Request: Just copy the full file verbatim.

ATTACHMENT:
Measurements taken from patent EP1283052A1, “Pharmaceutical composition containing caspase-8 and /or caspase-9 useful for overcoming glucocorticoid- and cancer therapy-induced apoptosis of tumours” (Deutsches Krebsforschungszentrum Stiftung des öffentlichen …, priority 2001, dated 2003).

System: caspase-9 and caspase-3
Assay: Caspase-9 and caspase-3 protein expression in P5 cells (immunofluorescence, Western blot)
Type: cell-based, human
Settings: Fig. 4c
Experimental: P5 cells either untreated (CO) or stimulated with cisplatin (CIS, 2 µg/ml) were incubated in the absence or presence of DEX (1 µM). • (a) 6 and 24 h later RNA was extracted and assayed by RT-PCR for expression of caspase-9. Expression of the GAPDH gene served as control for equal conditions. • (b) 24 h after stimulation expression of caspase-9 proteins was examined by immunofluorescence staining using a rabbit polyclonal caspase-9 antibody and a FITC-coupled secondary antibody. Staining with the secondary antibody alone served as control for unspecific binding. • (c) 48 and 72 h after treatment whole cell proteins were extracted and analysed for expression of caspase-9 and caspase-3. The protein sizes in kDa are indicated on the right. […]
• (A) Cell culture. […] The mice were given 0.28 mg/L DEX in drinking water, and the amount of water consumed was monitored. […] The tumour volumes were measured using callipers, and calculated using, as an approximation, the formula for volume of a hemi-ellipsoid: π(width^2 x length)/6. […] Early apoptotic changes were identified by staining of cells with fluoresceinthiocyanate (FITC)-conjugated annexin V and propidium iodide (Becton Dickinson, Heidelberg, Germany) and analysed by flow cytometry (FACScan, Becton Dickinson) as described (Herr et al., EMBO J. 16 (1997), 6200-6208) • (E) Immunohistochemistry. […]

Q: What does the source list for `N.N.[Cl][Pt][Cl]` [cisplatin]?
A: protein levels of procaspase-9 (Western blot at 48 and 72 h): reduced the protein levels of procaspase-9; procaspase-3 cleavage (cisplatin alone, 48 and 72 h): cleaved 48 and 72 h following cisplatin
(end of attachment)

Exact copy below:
Measurements taken from patent EP1283052A1, “Pharmaceutical composition containing caspase-8 and /or caspase-9 useful for overcoming glucocorticoid- and cancer therapy-induced apoptosis of tumours” (Deutsches Krebsforschungszentrum Stiftung des öffentlichen …, priority 2001, dated 2003).

System: caspase-9 and caspase-3
Assay: Caspase-9 and caspase-3 protein expression in P5 cells (immunofluorescence, Western blot)
Type: cell-based, human
Settings: Fig. 4c
Experimental: P5 cells either untreated (CO) or stimulated with cisplatin (CIS, 2 µg/ml) were incubated in the absence or presence of DEX (1 µM). • (a) 6 and 24 h later RNA was extracted and assayed by RT-PCR for expression of caspase-9. Expression of the GAPDH gene served as control for equal conditions. • (b) 24 h after stimulation expression of caspase-9 proteins was examined by immunofluorescence staining using a rabbit polyclonal caspase-9 antibody and a FITC-coupled secondary antibody. Staining with the secondary antibody alone served as control for unspecific binding. • (c) 48 and 72 h after treatment whole cell proteins were extracted and analysed for expression of caspase-9 and caspase-3. The protein sizes in kDa are indicated on the right. […]
• (A) Cell culture. […] The mice were given 0.28 mg/L DEX in drinking water, and the amount of water consumed was monitored. […] The tumour volumes were measured using callipers, and calculated using, as an approximation, the formula for volume of a hemi-ellipsoid: π(width^2 x length)/6. […] Early apoptotic changes were identified by staining of cells with fluoresceinthiocyanate (FITC)-conjugated annexin V and propidium iodide (Becton Dickinson, Heidelberg, Germany) and analysed by flow cytometry (FACScan, Becton Dickinson) as described (Herr et al., EMBO J. 16 (1997), 6200-6208) • (E) Immunohistochemistry. […]

Q: What does the source list for `N.N.[Cl][Pt][Cl]` [cisplatin]?
A: protein levels of procaspase-9 (Western blot at 48 and 72 h): reduced the protein levels of procaspase-9; procaspase-3 cleavage (cisplatin alone, 48 and 72 h): cleaved 48 and 72 h following cisplatin